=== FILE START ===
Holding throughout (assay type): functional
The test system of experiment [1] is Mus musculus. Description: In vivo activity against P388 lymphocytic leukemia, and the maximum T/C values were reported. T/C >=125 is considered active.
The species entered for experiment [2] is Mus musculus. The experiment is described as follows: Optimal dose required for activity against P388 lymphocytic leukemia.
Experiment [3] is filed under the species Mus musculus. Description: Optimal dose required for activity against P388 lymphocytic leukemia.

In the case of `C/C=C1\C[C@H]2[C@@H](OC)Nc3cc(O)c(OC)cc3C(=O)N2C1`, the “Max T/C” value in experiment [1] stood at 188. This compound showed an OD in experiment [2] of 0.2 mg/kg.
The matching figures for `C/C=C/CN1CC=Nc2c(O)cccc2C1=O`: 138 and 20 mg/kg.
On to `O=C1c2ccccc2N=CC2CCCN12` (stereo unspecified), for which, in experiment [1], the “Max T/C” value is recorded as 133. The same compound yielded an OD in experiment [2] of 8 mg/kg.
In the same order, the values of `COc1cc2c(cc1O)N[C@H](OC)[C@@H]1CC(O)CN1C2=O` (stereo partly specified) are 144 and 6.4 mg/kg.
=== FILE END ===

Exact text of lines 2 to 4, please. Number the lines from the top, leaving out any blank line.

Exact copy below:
The test system of experiment [1] is Mus musculus. Description: In vivo activity against P388 lymphocytic leukemia, and the maximum T/C values were reported. T/C >=125 is considered active.
The species entered for experiment [2] is Mus musculus. The experiment is described as follows: Optimal dose required for activity against P388 lymphocytic leukemia.
Experiment [3] is filed under the species Mus musculus. Description: Optimal dose required for activity against P388 lymphocytic leukemia.